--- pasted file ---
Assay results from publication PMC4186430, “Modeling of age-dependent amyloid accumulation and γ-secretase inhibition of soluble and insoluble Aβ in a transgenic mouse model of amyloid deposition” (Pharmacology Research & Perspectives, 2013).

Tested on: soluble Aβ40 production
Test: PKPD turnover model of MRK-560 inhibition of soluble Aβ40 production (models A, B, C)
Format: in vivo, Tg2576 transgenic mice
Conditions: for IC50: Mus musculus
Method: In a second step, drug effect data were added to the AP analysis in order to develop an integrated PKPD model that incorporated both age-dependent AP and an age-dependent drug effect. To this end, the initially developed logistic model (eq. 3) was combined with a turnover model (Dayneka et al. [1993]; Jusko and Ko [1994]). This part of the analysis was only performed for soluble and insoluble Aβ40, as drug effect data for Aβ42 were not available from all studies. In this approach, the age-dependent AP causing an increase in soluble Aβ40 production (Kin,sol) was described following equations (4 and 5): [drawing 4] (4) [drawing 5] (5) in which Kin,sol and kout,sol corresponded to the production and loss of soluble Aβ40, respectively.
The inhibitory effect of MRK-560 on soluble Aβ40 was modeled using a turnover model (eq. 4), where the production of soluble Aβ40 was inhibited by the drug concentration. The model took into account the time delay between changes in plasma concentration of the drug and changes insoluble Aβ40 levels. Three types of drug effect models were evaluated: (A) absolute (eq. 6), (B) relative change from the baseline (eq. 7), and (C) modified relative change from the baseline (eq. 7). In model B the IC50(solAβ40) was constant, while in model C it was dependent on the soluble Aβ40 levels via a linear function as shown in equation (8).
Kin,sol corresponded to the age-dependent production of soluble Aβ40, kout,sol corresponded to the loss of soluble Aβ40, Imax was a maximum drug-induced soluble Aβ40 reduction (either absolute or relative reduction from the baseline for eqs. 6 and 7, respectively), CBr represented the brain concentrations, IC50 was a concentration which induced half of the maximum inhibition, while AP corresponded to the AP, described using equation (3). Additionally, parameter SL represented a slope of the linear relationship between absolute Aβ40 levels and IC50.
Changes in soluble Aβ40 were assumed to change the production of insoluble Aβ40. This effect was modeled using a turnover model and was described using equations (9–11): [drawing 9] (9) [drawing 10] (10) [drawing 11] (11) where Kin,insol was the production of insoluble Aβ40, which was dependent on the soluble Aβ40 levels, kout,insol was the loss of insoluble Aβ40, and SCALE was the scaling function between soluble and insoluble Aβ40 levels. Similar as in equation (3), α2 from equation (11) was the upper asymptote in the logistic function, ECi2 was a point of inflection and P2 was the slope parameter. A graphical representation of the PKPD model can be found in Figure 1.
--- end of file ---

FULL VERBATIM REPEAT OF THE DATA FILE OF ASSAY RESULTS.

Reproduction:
Assay results from publication PMC4186430, “Modeling of age-dependent amyloid accumulation and γ-secretase inhibition of soluble and insoluble Aβ in a transgenic mouse model of amyloid deposition” (Pharmacology Research & Perspectives, 2013).

Tested on: soluble Aβ40 production
Test: PKPD turnover model of MRK-560 inhibition of soluble Aβ40 production (models A, B, C)
Format: in vivo, Tg2576 transgenic mice
Conditions: for IC50: Mus musculus
Method: In a second step, drug effect data were added to the AP analysis in order to develop an integrated PKPD model that incorporated both age-dependent AP and an age-dependent drug effect. To this end, the initially developed logistic model (eq. 3) was combined with a turnover model (Dayneka et al. [1993]; Jusko and Ko [1994]). This part of the analysis was only performed for soluble and insoluble Aβ40, as drug effect data for Aβ42 were not available from all studies. In this approach, the age-dependent AP causing an increase in soluble Aβ40 production (Kin,sol) was described following equations (4 and 5): [drawing 4] (4) [drawing 5] (5) in which Kin,sol and kout,sol corresponded to the production and loss of soluble Aβ40, respectively.
The inhibitory effect of MRK-560 on soluble Aβ40 was modeled using a turnover model (eq. 4), where the production of soluble Aβ40 was inhibited by the drug concentration. The model took into account the time delay between changes in plasma concentration of the drug and changes insoluble Aβ40 levels. Three types of drug effect models were evaluated: (A) absolute (eq. 6), (B) relative change from the baseline (eq. 7), and (C) modified relative change from the baseline (eq. 7). In model B the IC50(solAβ40) was constant, while in model C it was dependent on the soluble Aβ40 levels via a linear function as shown in equation (8).
Kin,sol corresponded to the age-dependent production of soluble Aβ40, kout,sol corresponded to the loss of soluble Aβ40, Imax was a maximum drug-induced soluble Aβ40 reduction (either absolute or relative reduction from the baseline for eqs. 6 and 7, respectively), CBr represented the brain concentrations, IC50 was a concentration which induced half of the maximum inhibition, while AP corresponded to the AP, described using equation (3). Additionally, parameter SL represented a slope of the linear relationship between absolute Aβ40 levels and IC50.
Changes in soluble Aβ40 were assumed to change the production of insoluble Aβ40. This effect was modeled using a turnover model and was described using equations (9–11): [drawing 9] (9) [drawing 10] (10) [drawing 11] (11) where Kin,insol was the production of insoluble Aβ40, which was dependent on the soluble Aβ40 levels, kout,insol was the loss of insoluble Aβ40, and SCALE was the scaling function between soluble and insoluble Aβ40 levels. Similar as in equation (3), α2 from equation (11) was the upper asymptote in the logistic function, ECi2 was a point of inflection and P2 was the slope parameter. A graphical representation of the PKPD model can be found in Figure 1.